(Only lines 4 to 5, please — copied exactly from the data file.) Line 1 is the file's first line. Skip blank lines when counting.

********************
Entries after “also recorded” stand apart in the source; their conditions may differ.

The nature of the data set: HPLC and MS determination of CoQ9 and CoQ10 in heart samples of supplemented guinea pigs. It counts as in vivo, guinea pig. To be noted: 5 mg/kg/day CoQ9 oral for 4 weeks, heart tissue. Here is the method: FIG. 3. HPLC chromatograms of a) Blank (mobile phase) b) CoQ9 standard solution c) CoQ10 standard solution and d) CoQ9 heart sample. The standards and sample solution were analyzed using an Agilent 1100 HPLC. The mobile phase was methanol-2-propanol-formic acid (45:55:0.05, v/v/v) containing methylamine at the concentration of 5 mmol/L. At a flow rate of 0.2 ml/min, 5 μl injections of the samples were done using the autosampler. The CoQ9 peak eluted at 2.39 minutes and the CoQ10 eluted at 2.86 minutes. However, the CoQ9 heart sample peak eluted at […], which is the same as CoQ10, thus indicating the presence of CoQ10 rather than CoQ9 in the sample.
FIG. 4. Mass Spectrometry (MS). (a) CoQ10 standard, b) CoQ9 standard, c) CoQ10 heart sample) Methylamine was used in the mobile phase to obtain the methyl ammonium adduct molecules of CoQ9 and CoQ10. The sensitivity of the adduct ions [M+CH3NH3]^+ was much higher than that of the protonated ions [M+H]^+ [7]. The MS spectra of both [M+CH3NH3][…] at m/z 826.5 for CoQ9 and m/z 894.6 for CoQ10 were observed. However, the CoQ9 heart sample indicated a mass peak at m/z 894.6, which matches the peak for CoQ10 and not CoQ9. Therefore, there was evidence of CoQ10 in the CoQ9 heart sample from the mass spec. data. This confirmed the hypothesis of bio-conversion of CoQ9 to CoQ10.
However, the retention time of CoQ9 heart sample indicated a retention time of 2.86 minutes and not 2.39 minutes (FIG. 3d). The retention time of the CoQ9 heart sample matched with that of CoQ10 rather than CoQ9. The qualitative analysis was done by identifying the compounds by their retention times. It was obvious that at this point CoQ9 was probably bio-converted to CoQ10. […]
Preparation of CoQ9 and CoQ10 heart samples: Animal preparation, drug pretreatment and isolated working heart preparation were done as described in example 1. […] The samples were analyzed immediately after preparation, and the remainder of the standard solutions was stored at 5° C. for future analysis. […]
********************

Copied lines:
However, the retention time of CoQ9 heart sample indicated a retention time of 2.86 minutes and not 2.39 minutes (FIG. 3d). The retention time of the CoQ9 heart sample matched with that of CoQ10 rather than CoQ9. The qualitative analysis was done by identifying the compounds by their retention times. It was obvious that at this point CoQ9 was probably bio-converted to CoQ10. […]
Preparation of CoQ9 and CoQ10 heart samples: Animal preparation, drug pretreatment and isolated working heart preparation were done as described in example 1. […] The samples were analyzed immediately after preparation, and the remainder of the standard solutions was stored at 5° C. for future analysis. […]